On Joe Walsh’s most recent tour, Vitale had the opportunity to play double drums with Russ Kunkel, an experience he enjoyed immensely. “It was the greatest thing in my whole career as a drummer,” he exclaimed. “I think it’s because we’ve played in the same bands together. The first time I played with Russ Kunkel was on a Joe Walsh song called “In the City.” The Eagles did that, but the original version of “In the City” was for a movie called The Warriors, and Kunkel and I played double drums on that song. When we did that, we said, ‘Hey, this is fun!’ We’ve played together in different situations, like some Crosby, Stills and Nash stuff, where Russell would play drums and I would play keyboards or I’d play drums and he’d play percussion. But from that ‘In the City’ session, we said, ‘We’ve got to do this someday.’ Walsh loves Russell and I’d been Joe’s drummer, so he kind of asked me if I’d mind if we used double drummers this tour with Russell. I said, ‘You’re kidding!’ And Joe said, ‘Well, we don’t have to if you think that’s putting you on the spot.’ And I said, ‘Will you please put me on the spot and do that?’ So he called Russell and the two of us were like little kids—so excited.

“It’s great because we think alike. We interpret songs alike. We have different styles, but because of that, it works. Not all drummers can pair up and play together. I kind of play like him on some songs and he kind of plays like me on some songs, and then again, we play totally different on some things. It’s magical and it works. It can either work or it doesn’t; it can either be very great or it can be chaotic.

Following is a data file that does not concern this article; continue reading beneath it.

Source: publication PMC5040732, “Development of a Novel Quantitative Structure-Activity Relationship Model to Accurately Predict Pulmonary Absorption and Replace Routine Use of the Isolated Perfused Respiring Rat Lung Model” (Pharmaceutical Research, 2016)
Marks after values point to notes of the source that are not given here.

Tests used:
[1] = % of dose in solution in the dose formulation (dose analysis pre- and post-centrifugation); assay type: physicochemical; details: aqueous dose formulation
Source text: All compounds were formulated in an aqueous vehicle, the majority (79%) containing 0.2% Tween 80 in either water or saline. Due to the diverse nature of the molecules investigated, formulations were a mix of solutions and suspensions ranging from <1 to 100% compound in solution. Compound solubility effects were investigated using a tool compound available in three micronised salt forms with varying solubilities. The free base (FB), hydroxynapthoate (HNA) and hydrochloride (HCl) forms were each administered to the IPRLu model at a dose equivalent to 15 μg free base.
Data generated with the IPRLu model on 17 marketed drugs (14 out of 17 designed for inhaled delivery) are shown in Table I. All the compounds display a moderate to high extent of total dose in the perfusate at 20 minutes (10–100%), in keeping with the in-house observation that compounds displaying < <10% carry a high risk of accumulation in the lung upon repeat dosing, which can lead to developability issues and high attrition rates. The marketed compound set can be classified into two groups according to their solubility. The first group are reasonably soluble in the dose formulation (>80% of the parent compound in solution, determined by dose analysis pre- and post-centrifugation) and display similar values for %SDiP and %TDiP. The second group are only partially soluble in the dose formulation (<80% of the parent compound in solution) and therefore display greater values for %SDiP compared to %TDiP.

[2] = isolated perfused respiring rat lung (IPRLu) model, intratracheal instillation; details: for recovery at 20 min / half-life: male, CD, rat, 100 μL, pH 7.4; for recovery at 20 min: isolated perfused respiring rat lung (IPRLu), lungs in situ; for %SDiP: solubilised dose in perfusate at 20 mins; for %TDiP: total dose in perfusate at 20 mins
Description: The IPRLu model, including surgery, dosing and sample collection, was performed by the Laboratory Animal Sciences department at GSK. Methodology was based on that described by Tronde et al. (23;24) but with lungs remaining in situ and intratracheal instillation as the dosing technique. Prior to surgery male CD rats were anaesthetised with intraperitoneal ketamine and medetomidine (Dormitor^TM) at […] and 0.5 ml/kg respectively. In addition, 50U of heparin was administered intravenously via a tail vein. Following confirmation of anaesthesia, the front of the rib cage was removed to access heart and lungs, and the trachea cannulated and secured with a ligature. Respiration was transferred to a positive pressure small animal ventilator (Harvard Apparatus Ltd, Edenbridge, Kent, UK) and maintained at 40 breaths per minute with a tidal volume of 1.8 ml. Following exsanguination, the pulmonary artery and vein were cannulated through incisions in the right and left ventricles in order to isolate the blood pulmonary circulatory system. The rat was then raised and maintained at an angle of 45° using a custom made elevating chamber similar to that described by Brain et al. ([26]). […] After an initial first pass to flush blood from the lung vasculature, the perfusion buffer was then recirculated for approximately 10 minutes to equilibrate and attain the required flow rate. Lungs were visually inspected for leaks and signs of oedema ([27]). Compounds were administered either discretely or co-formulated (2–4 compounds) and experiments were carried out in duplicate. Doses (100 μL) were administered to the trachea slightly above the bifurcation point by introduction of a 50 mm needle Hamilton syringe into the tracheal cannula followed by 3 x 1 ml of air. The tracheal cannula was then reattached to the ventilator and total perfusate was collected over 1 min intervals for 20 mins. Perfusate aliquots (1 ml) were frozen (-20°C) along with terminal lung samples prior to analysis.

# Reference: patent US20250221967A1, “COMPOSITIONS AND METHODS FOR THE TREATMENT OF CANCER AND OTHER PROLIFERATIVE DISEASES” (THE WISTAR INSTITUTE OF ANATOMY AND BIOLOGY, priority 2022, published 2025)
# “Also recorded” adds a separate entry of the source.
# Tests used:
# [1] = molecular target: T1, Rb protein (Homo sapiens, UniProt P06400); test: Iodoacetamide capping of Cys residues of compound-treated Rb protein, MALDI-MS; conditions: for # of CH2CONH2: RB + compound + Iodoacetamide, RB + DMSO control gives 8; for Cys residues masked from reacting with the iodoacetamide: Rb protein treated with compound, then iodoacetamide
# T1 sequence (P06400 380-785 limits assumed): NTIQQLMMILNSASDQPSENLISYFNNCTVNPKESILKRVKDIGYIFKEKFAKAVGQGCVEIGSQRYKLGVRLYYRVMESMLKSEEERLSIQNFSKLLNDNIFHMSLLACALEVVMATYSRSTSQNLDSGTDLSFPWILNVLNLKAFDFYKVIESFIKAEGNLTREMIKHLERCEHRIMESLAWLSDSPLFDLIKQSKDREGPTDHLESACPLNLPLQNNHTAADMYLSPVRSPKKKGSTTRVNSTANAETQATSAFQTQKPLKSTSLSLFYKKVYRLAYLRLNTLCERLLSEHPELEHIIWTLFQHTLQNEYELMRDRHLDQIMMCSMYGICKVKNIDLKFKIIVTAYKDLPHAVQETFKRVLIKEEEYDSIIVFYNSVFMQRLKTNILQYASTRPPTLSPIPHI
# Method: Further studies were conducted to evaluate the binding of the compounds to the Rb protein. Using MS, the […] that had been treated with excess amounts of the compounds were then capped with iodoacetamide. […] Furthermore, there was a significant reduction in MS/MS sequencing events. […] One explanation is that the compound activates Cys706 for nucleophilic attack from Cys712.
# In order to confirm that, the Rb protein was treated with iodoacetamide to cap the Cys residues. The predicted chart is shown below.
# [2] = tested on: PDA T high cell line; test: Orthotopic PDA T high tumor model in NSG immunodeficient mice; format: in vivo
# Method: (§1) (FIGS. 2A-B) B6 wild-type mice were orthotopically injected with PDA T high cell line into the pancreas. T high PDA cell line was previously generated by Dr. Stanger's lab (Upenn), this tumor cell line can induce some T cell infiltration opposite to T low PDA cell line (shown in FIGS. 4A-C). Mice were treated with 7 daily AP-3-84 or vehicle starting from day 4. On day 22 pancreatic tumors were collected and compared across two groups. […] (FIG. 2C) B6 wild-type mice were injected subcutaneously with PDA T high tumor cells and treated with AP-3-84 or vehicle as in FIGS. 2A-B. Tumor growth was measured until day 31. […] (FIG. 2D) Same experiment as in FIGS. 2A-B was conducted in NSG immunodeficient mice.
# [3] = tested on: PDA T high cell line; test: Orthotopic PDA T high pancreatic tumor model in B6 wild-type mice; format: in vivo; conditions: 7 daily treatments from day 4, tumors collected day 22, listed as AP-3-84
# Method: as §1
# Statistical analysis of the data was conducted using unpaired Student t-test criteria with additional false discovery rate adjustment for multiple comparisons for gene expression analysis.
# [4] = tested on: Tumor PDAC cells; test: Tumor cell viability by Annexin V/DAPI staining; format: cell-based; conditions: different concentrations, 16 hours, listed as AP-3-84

“There are more ways to use double drummers than to just work out every little beat and fill the same. To me, that’s no fun. It looks great and it’s dramatic and theatrical, but you only have to throw a couple of those in a night. If you really intelligently use two drummers, you can sound like one drummer, doing things which one person cannot do. It’s not that we’re so cool, it’s just that when you’ve got four hands and four feet, there are things you can do that one drummer can’t do unless you overdub stuff. That’s what we go for. We’ve worked out some stuff where each of us is playing extremely simple, but when you put those two parts together, it’s unbelievable. So that’s the fun we’re having and the way we envisioned it. It is in no way limiting. We could be real fancy and real crazy and overplay, but we’re just intelligently putting our talents together to be creative. He is so easy to play with. His tempo and his time are just unbelievable.”

Joe Vitale
Photo by Lissa Wales

Up until recently, Vitale generally used double bass drums, although not while working with another drummer. While in Japan recently, he was approached by Yamaha, who told him he should be playing their drums. He agreed wholeheartedly. Currently endorsing them, he says, “I would have bought those drums if they had been available in the U.S.”

His set is the 9000 Series, and consists of a 22″ bass drum, 8″, 10″, 12″ and 13″ mounted toms, and 14″ and 16″ floor toms. His set-up also includes 26″ and 29″ Ludwig Professional tympani (a holdover from his classical days), as well as, four Syndrums and two Synares.